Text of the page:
“Making Itself Heard: The Many Voices of the Organ” (part I)
Among other things, Christmas is a time of year when organists are traditionally in high demand. This is mostly because the organ has long been the main instrument for Christian music, and Christmas is one of Christianity’s most significant holy days. At Christmas time, people have come to expect powerful music from the organ, music of grandeur and joy, as well as lullabies and cradle songs. But still, nothing is more impressive than the sound of full organ washing over our ears. Of course, the organ is especially well-suited to this task because of its capacious wind supply and many stops, yet the organ alone cannot create such an amazing experience. Its acoustic environment, the room in which an organ stands, also contributes greatly to the beauty and volume of the instrument. In large buildings, such as cathedrals and concert halls, however, creating such a grand and powerful sound has proved seriously challenging because the volume of space to be filled can be so enormous.
Today, organ students are used to finding small pipe organs in conservatory and school practice rooms, and some professional organists even keep such instruments at home for private practice. Over the past few centuries, there have also been numerous chamber organs built for homes or small concert halls. But by far, the majority of organs have been built for giant spaces, from cathedrals to convention centers. Besides the various purposes of such organs — accompanying singers, performing solo pieces, playing with orchestras — builders have also thought how best to design instruments that are both flexible and yet capable of filling large spaces with sound. This has proved a difficult problem, which has been solved in many different and ingenious ways. Indeed, the various organ designs found throughout different countries demonstrate the many methods builders have used to meet this challenge. While we cannot look at every detail of how different schools of organ building have answered this question, we can at least take a brief tour of organs throughout Europe to examine some of the solutions that builders there have tried throughout history.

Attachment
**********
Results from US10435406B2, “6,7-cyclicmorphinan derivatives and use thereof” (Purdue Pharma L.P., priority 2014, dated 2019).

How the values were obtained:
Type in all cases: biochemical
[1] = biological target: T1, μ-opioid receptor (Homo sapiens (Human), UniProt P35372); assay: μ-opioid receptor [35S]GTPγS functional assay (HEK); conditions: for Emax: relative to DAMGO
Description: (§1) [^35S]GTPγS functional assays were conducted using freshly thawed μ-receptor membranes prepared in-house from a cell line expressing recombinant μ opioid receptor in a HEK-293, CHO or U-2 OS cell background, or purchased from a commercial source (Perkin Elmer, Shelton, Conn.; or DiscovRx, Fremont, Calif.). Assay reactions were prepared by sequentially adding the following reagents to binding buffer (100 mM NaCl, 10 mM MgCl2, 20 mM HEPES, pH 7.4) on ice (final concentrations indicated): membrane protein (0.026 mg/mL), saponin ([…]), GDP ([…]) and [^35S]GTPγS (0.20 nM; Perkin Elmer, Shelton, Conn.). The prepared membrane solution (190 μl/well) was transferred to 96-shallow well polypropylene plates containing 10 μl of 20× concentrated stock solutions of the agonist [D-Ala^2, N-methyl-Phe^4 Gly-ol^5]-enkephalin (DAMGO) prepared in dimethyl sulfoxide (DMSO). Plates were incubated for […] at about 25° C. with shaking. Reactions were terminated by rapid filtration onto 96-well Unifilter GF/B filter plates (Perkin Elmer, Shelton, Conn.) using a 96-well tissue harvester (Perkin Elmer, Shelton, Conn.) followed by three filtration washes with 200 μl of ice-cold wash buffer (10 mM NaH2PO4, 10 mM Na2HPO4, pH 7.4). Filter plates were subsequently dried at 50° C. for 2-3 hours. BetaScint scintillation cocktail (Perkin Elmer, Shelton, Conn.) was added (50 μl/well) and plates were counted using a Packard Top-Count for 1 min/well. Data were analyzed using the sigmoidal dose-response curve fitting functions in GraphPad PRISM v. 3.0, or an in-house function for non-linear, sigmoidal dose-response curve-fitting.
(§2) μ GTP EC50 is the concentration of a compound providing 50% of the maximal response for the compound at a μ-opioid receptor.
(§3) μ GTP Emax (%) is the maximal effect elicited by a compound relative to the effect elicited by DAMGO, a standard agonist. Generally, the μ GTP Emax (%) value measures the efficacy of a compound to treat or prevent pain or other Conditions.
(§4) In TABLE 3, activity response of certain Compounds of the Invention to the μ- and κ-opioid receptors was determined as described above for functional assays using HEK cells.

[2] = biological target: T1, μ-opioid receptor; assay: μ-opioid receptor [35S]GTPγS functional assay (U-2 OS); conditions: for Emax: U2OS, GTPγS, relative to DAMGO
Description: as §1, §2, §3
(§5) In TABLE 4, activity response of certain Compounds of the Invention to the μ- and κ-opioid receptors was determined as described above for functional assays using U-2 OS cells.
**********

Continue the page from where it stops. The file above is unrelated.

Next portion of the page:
Before setting off on our journey though, we need to spend a little time looking at the large rooms where organs live. The oldest churches were made from huge boulders or slabs of stone. This kind of thick stonework prevented even the longest bass sound waves from easily escaping a room, and many of those rooms were hundreds of meters long with ceilings high above the ground. Such generous dimensions allowed sound to roll around a room, echoing off walls, ceilings and floors. The size and qualities of these acoustic spaces magnified the natural volume of the organ, allowing sounds to hang in the air for several seconds after the organist finished playing. So upon releasing the final chord of a piece, the organ’s voice could be heard traveling throughout the length of a room, echoing away into
the distance. In some of the largest European churches, for example, this reverberation can last up to 8 seconds or more. Generally, acousticians (sound engineers) working with organ builders consider a reverberation time of at least 3 seconds to be ‘lively’, rather than ‘dry’, as is true in rooms with barely any reverberation at all.